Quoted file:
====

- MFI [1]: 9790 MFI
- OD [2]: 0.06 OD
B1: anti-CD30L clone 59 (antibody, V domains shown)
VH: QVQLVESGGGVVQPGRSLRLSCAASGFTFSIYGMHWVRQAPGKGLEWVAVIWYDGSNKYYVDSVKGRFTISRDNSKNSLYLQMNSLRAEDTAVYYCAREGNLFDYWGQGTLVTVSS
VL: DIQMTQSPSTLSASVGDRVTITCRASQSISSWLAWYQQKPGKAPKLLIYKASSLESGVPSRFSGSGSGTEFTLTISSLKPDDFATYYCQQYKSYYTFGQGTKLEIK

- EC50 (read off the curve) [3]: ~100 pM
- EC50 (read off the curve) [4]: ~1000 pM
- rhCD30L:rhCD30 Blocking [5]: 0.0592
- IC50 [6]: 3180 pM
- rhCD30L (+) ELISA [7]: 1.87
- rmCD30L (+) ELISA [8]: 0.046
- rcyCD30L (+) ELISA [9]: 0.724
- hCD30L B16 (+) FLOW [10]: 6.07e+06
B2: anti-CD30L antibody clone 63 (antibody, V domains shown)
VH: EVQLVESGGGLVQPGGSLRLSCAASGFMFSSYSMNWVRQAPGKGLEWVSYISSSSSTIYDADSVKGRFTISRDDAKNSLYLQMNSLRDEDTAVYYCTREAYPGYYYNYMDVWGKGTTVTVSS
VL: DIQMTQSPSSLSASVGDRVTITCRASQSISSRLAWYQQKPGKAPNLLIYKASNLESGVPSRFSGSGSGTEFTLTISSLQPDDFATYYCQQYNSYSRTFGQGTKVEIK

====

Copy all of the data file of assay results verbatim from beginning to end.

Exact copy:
- MFI [1]: 9790 MFI
- OD [2]: 0.06 OD
B1: anti-CD30L clone 59 (antibody, V domains shown)
VH: QVQLVESGGGVVQPGRSLRLSCAASGFTFSIYGMHWVRQAPGKGLEWVAVIWYDGSNKYYVDSVKGRFTISRDNSKNSLYLQMNSLRAEDTAVYYCAREGNLFDYWGQGTLVTVSS
VL: DIQMTQSPSTLSASVGDRVTITCRASQSISSWLAWYQQKPGKAPKLLIYKASSLESGVPSRFSGSGSGTEFTLTISSLKPDDFATYYCQQYKSYYTFGQGTKLEIK

- EC50 (read off the curve) [3]: ~100 pM
- EC50 (read off the curve) [4]: ~1000 pM
- rhCD30L:rhCD30 Blocking [5]: 0.0592
- IC50 [6]: 3180 pM
- rhCD30L (+) ELISA [7]: 1.87
- rmCD30L (+) ELISA [8]: 0.046
- rcyCD30L (+) ELISA [9]: 0.724
- hCD30L B16 (+) FLOW [10]: 6.07e+06
B2: anti-CD30L antibody clone 63 (antibody, V domains shown)
VH: EVQLVESGGGLVQPGGSLRLSCAASGFMFSSYSMNWVRQAPGKGLEWVSYISSSSSTIYDADSVKGRFTISRDDAKNSLYLQMNSLRDEDTAVYYCTREAYPGYYYNYMDVWGKGTTVTVSS
VL: DIQMTQSPSSLSASVGDRVTITCRASQSISSRLAWYQQKPGKAPNLLIYKASNLESGVPSRFSGSGSGTEFTLTISSLQPDDFATYYCQQYNSYSRTFGQGTKVEIK